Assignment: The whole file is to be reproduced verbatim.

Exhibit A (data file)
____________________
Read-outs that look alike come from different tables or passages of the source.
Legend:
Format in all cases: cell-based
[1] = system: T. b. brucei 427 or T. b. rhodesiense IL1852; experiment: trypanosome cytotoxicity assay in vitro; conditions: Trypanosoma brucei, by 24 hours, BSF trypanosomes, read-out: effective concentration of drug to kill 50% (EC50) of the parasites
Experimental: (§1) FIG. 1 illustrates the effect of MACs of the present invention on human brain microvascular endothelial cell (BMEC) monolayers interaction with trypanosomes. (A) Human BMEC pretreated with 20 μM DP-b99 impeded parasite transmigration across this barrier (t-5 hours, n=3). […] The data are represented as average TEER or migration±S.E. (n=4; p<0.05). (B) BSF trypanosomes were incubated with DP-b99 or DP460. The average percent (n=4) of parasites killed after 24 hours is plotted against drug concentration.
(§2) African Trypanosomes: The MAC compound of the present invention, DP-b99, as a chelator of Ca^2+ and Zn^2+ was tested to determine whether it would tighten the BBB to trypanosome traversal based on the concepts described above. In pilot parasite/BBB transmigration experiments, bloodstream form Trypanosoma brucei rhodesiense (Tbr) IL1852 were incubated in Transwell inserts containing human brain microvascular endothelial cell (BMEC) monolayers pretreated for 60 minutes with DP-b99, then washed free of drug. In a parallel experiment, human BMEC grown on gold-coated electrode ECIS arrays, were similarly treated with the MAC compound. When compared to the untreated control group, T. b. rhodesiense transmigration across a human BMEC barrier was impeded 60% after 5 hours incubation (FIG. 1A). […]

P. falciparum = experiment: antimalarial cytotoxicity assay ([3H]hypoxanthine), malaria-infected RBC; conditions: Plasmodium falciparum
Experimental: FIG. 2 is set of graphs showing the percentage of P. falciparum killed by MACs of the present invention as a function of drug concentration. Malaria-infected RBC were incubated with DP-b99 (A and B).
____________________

Read-outs that look alike come from different tables or passages of the source.
Legend:
Format in all cases: cell-based
[1] = system: T. b. brucei 427 or T. b. rhodesiense IL1852; experiment: trypanosome cytotoxicity assay in vitro; conditions: Trypanosoma brucei, by 24 hours, BSF trypanosomes, read-out: effective concentration of drug to kill 50% (EC50) of the parasites
Experimental: (§1) FIG. 1 illustrates the effect of MACs of the present invention on human brain microvascular endothelial cell (BMEC) monolayers interaction with trypanosomes. (A) Human BMEC pretreated with 20 μM DP-b99 impeded parasite transmigration across this barrier (t-5 hours, n=3). […] The data are represented as average TEER or migration±S.E. (n=4; p<0.05). (B) BSF trypanosomes were incubated with DP-b99 or DP460. The average percent (n=4) of parasites killed after 24 hours is plotted against drug concentration.
(§2) African Trypanosomes: The MAC compound of the present invention, DP-b99, as a chelator of Ca^2+ and Zn^2+ was tested to determine whether it would tighten the BBB to trypanosome traversal based on the concepts described above. In pilot parasite/BBB transmigration experiments, bloodstream form Trypanosoma brucei rhodesiense (Tbr) IL1852 were incubated in Transwell inserts containing human brain microvascular endothelial cell (BMEC) monolayers pretreated for 60 minutes with DP-b99, then washed free of drug. In a parallel experiment, human BMEC grown on gold-coated electrode ECIS arrays, were similarly treated with the MAC compound. When compared to the untreated control group, T. b. rhodesiense transmigration across a human BMEC barrier was impeded 60% after 5 hours incubation (FIG. 1A). […]

P. falciparum = experiment: antimalarial cytotoxicity assay ([3H]hypoxanthine), malaria-infected RBC; conditions: Plasmodium falciparum
Experimental: FIG. 2 is set of graphs showing the percentage of P. falciparum killed by MACs of the present invention as a function of drug concentration. Malaria-infected RBC were incubated with DP-b99 (A and B).